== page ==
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Some may be freaking out over the Forbs piece which is title "Ripple’s XRP Isn’t Making Western Union’s Payments Cheaper, CEO Says" Here is the link if anyone didn't see it: http://fortune.com/2018/06/13/ripple-xrp-cryptocurrency-western-union/ I think the article takes him totally out of context. First off, consider the following quote from the article and pay attention to the underlined. “We are always criticized that Western Union is not cost-efficient, blah blah blah, but we did not see that part of the efficiency yet during our tests,” Ersek told Fortune in an interview Wednesday at the Economic Club of New York. Why in the world is he talking about western union being criticized for not being cost-efficient? It seems to me that he is responding to a question that was asked of him. The question may have gone as follows: why is the Western Union still not being cost-efficient if they're using xrp? If you consider that this was the question, then his full answer makes total sense. That's why he would be defending the cost that the company charges. If you will not use this explanation, the quote makes no sense. He also says "but we did not see that part of the efficiency yet during our tests. The word "yet" indicates that he may be expecting otherwise. Here is another "scary" quotes: “The practical matter is it’s still too expensive,” Ersek added, noting that Western Union would only be interested in adopting XRP for payments if it proved that it could lower the company’s costs. What does the word "it's" referring to? It doesn't really specify. You can either be referring to xrp, or he can be referring to transactions. And this may be a statement is that he was just trying to state that they will eventually adopt xrp only if it lowers the company's costs: Ersek added, noting that Western Union would only be interested in adopting XRP for payments if it proved that it could lower the company’s costs. Unless I am wrong, this article reflects super badly on the author.
https://www.globaltechinsights.com/bithumb-hacked-south-korean-crypto-currency-exchange-loses-30million/ South Korean Exchange got hacked. & m worried about my investments. Because of such hacks market is become very vulnerable to loss.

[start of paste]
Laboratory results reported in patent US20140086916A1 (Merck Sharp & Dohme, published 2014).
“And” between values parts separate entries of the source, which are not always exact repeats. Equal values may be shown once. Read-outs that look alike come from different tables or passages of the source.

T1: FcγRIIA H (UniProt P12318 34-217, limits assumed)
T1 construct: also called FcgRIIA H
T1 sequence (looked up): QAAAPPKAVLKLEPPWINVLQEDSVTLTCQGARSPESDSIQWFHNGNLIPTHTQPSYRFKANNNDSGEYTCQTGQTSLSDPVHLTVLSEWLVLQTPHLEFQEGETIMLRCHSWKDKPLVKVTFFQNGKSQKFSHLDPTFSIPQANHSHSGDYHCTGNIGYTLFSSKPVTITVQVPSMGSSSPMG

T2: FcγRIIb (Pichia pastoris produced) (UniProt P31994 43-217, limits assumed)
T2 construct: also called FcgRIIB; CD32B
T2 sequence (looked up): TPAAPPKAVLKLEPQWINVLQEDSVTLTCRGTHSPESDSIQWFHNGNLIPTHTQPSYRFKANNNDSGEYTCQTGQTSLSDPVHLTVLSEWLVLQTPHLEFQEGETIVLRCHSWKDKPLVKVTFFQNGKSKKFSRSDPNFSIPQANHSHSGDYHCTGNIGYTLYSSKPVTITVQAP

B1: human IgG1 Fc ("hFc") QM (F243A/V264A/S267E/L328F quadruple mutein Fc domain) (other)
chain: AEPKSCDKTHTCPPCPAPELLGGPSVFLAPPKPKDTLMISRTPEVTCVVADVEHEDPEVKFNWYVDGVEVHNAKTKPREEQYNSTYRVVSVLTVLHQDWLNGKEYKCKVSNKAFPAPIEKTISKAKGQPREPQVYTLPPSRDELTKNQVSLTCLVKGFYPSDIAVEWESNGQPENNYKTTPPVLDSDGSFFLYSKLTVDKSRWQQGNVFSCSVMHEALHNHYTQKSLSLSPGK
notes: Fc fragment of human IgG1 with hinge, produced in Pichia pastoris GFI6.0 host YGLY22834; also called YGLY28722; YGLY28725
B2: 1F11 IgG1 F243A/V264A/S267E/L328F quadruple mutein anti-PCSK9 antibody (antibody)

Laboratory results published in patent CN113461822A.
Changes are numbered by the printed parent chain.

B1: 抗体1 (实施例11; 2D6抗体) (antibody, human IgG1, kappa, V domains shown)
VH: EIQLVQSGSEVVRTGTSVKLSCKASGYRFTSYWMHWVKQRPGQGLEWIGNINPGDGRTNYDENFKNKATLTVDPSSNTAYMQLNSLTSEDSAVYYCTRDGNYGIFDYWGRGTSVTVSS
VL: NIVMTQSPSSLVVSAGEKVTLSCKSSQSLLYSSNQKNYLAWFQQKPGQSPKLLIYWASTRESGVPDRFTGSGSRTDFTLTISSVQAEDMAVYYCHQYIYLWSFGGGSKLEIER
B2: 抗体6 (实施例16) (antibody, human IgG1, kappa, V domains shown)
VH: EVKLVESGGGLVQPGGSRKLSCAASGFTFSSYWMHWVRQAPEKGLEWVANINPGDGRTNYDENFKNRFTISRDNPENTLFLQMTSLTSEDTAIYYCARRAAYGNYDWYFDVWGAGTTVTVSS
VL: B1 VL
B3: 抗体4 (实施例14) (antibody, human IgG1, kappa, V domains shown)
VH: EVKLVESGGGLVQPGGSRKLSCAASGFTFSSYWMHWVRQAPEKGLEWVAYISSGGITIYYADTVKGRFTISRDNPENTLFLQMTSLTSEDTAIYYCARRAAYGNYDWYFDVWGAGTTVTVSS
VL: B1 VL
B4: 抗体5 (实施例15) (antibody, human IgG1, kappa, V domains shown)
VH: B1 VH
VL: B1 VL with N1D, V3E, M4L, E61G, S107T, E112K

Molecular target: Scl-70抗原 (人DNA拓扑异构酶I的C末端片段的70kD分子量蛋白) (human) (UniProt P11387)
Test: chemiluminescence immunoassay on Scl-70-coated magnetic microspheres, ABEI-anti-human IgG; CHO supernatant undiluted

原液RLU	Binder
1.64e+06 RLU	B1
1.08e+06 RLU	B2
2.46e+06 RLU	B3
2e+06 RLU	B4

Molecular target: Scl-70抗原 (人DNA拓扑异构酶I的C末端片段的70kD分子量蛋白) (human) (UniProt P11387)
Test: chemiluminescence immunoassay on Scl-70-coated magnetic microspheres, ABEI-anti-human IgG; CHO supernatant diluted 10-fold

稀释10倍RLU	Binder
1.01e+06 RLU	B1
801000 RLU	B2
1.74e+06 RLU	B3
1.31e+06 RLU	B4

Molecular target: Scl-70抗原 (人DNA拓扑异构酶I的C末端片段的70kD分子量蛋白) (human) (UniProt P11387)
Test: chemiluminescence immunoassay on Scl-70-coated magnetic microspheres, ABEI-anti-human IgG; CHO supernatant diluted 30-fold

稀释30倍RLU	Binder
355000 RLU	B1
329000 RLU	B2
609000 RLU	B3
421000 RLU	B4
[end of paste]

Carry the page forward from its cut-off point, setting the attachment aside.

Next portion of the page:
Silicon Valley Careers The very first thing that is presented to viewers when they arrive at the career site of Ripple (the company) is a page listing the company's values. I know some of you might be sick of corporate "values statements," but it's worth a quick glance: I'd venture to bet that there is no other company with the same type of career mix in the world at the present time, and it goes to show you how they do things different... even more different than a run-of-the-mill silicon valley start-up. To call them a start-up is a misnomer at this point, as they've managed to survive and thrive in the competitive fintech market for more than five or six years now. I won't repeat all the core values for you crypto investors out there that are sick of corporate life like I am, but just read this one, and I think it will remind you of the actual attitude we've seen from each one of the Ripple employees that visit the forum: Company Leadership Let's compare the leaders of the top crypto brands: Ripple CEO: Brad Garlinghouse Bio: Took over for CL (for the newbies, "CL" = Chris Larsen, A true hall-of-famer in fintech) in 2016. Brad's background is all tech, coming from Hightail (a cloud service that lets users send, receive, digitally sign and synchronize files), AOL, and Yahoo. Brad's leadership includes an almost prescient ability to see a company's strengths and weaknesses, and then make adjustments accordingly - he penned the famous "Peanut Butter Manifesto" in 2006 that seemed to predict with uncanny accuracy the slow demise of Yahoo, a company that was sought after at the time as a target for takeovers. Asked to comment on the culture of Yahoo, and specifically on it's new CEO Marrissa Meyers, Garlinghouse had this quote: Excerpt of Ripple's official bio (source: https://ripple.com/company/leadership/#brad ) Sounds like a guy I'd want in the CEO position of the company I worked for, to be honest. ETH Foundation Executive Director: Ming Chan (source: https://www.ethereum.org/foundation ) An alumna of MIT. She studied Computer Science and Media Arts & Sciences. There's a lot of ETH holders on XRP chat - don't worry, I'm not here to criticize Ethereum, and I actually have profound respect for it's revolutionary ability to run DAPPs and handle very complex financial instruments. It definitely has it's use cases. I'm just focused on looking at company / foundation leadership. Here's my reaction to Min's bio: "Well, MIT is certainly impressive. It's the top-rated technical institute in the US, and it sounds like she's very smart." But when I googled her, and even searched wikipedia, I found... nothing. Please let me know if you do find something more substantive than the bio that the Ethereum foundation put out. Bitcoin Foundation Exective Director: Llew Claasen Directly from the Bitcoin Foundation site (Source: https://bitcoinfoundation.org/about/board-of-directors/ ): When I researched "Click2Customers" I found out that it's basically an Internet Ad company. That kind of surprised me, as bitcoin is very fond of talking up encryption and privacy. Here's what I found about "Click2Customers" (source https://www.bloomberg.com/research/stocks/private/snapshot.asp?privcapId=23272570 ) : So... internet advertising algorithms? Depth Charts Bitcoin (source: https://en.wikipedia.org/wiki/Bitcoin_Foundation and https://bitcoinfoundation.org/ ) Number of Employees: Unclear. Bitcoin Core is an open source developer community. ( https://bitcoincore.org/en/team/ ) Project maintainers: Wladimir J. van der Laan Jonas Schnelli Number of Project Contributors: 14 chief scientist: Gavin Andresen General Counsel: Patrick Murck Board Members: Executive director: Llew Claasen Brock Pierce Bobby Lee Bruce Fenton Elizabeth McCauley Michael Perklin Francois pouliot Vinny Lingham Ethereum ( https://www.ethereum.org/foundation ) Employees: Unclear Board Members: Executive Director: Ming Chan Foundation Council: Vitalik Buterin Technical Steering Group: Jeffrey Wilcke Some other possible employees: (Source: https://www.crunchbase.com/organization/ethereum/people ) Alexandre Van de Sande (UX Designer) Zach Lebeau (Conceptualist at ConsenSys) NOTE: It was very difficult to track down information about the Ethereum Foundation - anybody that can help improve my depth chart is welcome to correct my information. Ripple (source: https://ripple.com/company/leadership/ ): Ripple has 150 Employees. Leadership: CEO: Brad Garlinghouse VP of Product: Asheesh Birla SVP of Business Development: Patrick Griffin VP of Finance: Cameron Kinloch General Counsel: Brynly Llyr VP of Marketing: Monica Long SVP of Global Sales: John Mitchell Chief Compliance Officer: Antoinette O’Gorman Chief Cryptographer: David Schwartz CTO: Stefan Thomas Global Head of Strategic Accounts: Marcus Treacher Board of Directors: Chris Larsen Executive Chairman of the Board, former CEO of Ripple Susan Athey (Professor of Economics at Stanford Graduate School of Business) Brad Garlinghouse (current CEO of Ripple) Ken Kurson (Editor in Chief at Observer Media) Takashi Okita (CEO of SBI Ripple Asia) Arjan Schütte (founder and a managing partner of Core Innovation Capital) Gene Sperling (President of Sperling Economic Strategies) Advisors: Susan Athey (Professor of Economics at Stanford Graduate School of Business) Donald Donahue (President and CEO of Miranda Partners, LLC) Karl-Theodor zu Guttenberg (Chairman and a Founder of Spitzberg Partners LLC) Anja Manuel (Co-Founder and Partner, RiceHadleyGates LLC) Final Statement Organization leadership is a critical element of good governance, which tells you about the future of a technology and business. Review the above and decide which of the top three is the most impressive. I think the choice is clear. Ripple clearly has the lion's share of leadership, even if we only look at the top spot by itself.